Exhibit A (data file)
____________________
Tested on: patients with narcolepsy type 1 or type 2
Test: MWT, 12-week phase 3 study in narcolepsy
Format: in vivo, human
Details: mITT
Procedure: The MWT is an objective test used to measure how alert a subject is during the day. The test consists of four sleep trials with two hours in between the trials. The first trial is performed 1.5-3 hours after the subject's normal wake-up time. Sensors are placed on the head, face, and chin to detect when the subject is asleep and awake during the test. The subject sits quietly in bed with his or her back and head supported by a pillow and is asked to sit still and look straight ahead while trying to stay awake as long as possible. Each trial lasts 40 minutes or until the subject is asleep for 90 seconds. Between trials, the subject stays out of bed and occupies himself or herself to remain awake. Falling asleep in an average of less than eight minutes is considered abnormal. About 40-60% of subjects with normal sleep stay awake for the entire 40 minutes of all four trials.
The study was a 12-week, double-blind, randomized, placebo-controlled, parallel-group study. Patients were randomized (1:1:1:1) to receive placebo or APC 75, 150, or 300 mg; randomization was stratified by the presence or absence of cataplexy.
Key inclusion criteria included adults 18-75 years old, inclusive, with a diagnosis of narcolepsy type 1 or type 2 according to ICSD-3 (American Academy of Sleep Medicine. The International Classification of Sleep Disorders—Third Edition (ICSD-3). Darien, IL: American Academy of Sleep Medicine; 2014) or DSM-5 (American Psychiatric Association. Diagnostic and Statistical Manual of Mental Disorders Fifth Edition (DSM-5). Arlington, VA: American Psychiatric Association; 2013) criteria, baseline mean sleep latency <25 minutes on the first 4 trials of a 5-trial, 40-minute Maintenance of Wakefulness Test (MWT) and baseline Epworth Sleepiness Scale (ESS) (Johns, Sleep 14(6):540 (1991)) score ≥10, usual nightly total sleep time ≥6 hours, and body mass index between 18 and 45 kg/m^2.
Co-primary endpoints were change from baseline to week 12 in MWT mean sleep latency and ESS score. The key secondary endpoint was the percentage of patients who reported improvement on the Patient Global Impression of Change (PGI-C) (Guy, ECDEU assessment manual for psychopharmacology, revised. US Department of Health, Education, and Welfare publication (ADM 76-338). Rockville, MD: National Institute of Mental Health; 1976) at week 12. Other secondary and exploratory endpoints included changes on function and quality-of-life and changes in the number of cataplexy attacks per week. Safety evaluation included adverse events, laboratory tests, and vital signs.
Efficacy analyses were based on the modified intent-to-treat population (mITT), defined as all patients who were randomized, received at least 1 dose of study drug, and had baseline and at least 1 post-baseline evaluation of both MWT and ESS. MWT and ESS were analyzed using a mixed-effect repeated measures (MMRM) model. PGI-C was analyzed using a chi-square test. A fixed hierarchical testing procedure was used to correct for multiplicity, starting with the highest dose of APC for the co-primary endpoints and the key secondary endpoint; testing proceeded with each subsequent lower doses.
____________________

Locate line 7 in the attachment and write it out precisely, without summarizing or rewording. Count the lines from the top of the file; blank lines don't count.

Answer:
Key inclusion criteria included adults 18-75 years old, inclusive, with a diagnosis of narcolepsy type 1 or type 2 according to ICSD-3 (American Academy of Sleep Medicine. The International Classification of Sleep Disorders—Third Edition (ICSD-3). Darien, IL: American Academy of Sleep Medicine; 2014) or DSM-5 (American Psychiatric Association. Diagnostic and Statistical Manual of Mental Disorders Fifth Edition (DSM-5). Arlington, VA: American Psychiatric Association; 2013) criteria, baseline mean sleep latency <25 minutes on the first 4 trials of a 5-trial, 40-minute Maintenance of Wakefulness Test (MWT) and baseline Epworth Sleepiness Scale (ESS) (Johns, Sleep 14(6):540 (1991)) score ≥10, usual nightly total sleep time ≥6 hours, and body mass index between 18 and 45 kg/m^2.